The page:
The fastest runners on the 21K course will be competing for $10,000 in prize purse, which is distributed to the top seven overall men and women. Everyone who conquers the half-marathon championship course will earn a finisher’s medal, and the top three runners for every age group in the 21K, 10K and 5K will receive medals and other prizes.

Learn more and register at

The post XTERRA Trail Run World Champs Set For November 24 appeared first on DirtTRI.

Attitude of gratitude: Ben Hoffman’s newfound mindset helps fuel a banner season.

Triathlon Magazine Canada 4 days 14 hours ago

It’s been a banner year for Ben Hoffman, who bounced back from injury at the end of 2018 to enjoy an unforgettable year in all aspects of his life in 2019.

Ben Hoffman is all smiles as he finishes fourth at the Ironman World Championship. Photo: Kevin Mackinnon

After his runner-up finish at the Ironman World Championship in 2014, Hoffman confirmed his position as one of the sport’s premier long-distance racers. While he hasn’t finished that high on the podium since, he’s remained a consistent contender on the Big Island, finishing fourth twice and in the top-10 another two times.

Hoffman missed last year’s race in Kona, though, because of a stress fracture in his sacrum – the same injury that sidelined Jan Frodeno in 2018. Like so many great champions, Hoffman seemed to learn from the experience and enjoyed a phenomenal 2019 season, including a third win at the Ironman African Championship, a close fourth-place finish in Kona and then a runner-up finish at Ironman Florida that included a 2:36:09 marathon, one of the fastest full-distance runs ever recorded. (Only Matt Hanson’s 2:34:39 from Ironman Texas in 2018 is faster.)

Relaxed attitude

So how did Hoffman manage to not only bounce back so well in 2019, but also come back just three weeks after a huge day on the Big Island to become one of the fastest Americans ever over the full distance (his 7:48:29 in Florida) and run so fast?

Hoffman says one aspect is a new perspective that comes from being a father. He and wife Kelsey celebrated the arrival of baby Josephine just a month before the Ironman World Championship.

“I think that I’m generally just more relaxed and appreciative,” he said at the post-race press conference in Kona. “Instead of being stressed by the environment or seeing things as negatives, I’m seeing things more as positives and really just appreciating being here, because, for us, too, its also finite. I’m 36 years old and I know that, in some ways, I’m entering my prime, but also, the end, as well. You really want to make these count. It’s not just the race day, its also the experiences around the race day. I think having that baby girl at home just changes everything in terms of perspective.”

Ben and Kelsey Hoffman. Photo: Kevin Mackinnon

Of course, having a baby a month before the biggest race of the season isn’t the easiest way to prepare, but Hoffman was blessed with some outstanding support.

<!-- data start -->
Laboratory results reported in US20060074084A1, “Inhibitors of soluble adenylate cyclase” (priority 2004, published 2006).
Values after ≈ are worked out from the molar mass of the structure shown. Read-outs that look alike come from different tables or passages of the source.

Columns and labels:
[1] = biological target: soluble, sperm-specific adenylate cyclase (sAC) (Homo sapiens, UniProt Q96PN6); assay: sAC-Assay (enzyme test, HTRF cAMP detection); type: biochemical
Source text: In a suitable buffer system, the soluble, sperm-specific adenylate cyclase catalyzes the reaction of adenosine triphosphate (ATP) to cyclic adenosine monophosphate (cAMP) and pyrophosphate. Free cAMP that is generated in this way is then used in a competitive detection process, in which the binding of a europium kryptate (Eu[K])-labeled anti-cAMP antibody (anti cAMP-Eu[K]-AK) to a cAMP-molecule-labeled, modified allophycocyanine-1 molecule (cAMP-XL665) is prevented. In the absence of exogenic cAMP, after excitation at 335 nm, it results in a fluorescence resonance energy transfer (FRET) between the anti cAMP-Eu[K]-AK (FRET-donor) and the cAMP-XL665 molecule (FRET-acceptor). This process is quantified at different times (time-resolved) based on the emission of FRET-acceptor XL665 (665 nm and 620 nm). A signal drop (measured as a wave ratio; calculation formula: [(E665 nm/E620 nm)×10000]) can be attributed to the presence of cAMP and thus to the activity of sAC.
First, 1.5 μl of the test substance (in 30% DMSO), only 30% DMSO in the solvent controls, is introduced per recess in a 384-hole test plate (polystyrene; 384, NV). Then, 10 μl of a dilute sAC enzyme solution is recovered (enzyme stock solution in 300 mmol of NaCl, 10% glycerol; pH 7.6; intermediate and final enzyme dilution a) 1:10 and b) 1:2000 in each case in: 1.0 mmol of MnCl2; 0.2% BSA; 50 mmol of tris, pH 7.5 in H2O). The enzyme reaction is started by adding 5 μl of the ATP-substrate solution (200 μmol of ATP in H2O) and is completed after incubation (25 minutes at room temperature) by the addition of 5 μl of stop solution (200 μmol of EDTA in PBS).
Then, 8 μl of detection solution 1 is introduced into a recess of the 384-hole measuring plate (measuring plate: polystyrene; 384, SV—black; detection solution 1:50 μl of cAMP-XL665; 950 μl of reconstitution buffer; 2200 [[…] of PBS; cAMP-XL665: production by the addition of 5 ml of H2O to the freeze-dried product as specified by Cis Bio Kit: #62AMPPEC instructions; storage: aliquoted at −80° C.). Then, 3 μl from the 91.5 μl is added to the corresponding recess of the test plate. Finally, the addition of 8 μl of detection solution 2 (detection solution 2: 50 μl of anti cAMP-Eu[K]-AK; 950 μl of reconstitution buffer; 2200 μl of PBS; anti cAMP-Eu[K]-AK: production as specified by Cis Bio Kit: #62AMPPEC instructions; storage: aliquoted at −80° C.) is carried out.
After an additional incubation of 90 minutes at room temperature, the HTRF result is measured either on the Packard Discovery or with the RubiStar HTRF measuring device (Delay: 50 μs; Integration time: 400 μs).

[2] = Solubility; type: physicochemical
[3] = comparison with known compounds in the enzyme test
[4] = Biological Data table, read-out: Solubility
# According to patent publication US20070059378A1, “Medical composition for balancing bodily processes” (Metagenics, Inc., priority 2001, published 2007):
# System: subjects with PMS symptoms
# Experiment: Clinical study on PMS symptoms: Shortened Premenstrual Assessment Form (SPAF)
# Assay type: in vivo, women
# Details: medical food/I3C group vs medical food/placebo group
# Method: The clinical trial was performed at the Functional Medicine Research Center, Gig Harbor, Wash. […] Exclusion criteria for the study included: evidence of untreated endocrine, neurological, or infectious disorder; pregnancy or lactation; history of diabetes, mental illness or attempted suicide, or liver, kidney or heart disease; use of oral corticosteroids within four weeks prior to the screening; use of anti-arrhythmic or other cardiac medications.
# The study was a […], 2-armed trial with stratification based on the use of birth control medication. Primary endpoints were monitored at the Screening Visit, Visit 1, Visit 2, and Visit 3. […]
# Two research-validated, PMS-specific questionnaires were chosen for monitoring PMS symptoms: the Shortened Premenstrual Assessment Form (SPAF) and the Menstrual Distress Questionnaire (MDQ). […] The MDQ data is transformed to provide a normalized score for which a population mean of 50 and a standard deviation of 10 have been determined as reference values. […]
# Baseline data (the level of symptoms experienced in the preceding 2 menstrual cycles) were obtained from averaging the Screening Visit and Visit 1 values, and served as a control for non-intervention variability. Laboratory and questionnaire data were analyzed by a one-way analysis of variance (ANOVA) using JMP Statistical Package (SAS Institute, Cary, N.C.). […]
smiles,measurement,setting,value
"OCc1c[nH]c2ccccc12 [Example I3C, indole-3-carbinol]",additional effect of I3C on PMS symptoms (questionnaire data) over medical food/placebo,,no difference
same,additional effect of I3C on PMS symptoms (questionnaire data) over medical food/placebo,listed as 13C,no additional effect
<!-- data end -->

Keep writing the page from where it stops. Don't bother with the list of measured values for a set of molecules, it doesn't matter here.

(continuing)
“I think there were some questions when we decided to have a child and it ended up being born a month before the race, whether or not we’d be able to manage things well, but its turned out really, really good,” he said. “I think I owe a lot to my family and to Kelsey’s family, and to Kelsey, of course, for stepping up and making it possible for me to toe the line without any excuses.”

Hoffman also attributes his more relaxed attitude to missing the race in Kona last year. Watching Patrick Lange and the rest of the athletes rip through the course in the perfect conditions “left a deeper hunger and fire in my belly,” he said. “It definitely influenced how I felt all week.”

Instead of being stressed out during race week, a time most athletes dread because of all the sponsor requirements and media responsibilities, Hoffman felt relaxed.

“It was different from year’s past,” he said. “I wasn’t in a rush to get to Saturday. I enjoyed all the interactions. I embraced an attitude of gratitude. That it was just special to be on the race course.”

Ben Hoffman on the bike at the Ironman World Championship. Pre-race preparation helps with quick recovery

Hoffman feels that his record-setting day in Florida came because he’d been so well prepared for the race in Kona. After taking just four days easy after the race in Hawaii, he returned home and started to do some easy workouts. By the weekend after the race he was able to do a four-hour bike ride and a 13-mile run. He managed a 30-hour training week after that as he geared up for the race in Florida.

“I was mostly surprised by the mental side,” he said. “I was hyped up to go out and do another marathon.”

Nutrition partner

While Hoffman is dependent on all the family support that helped him to such great results in his daughter’s first two-months, his sponsors are also a critical part of his success. Earlier this week we spoke with Hoffman during a media tour he was doing in New York City with long-time sponsor Clif Bar. He enjoys working with the company – as he nears the end of his career, he feels its important to “align with people who have the same value set.”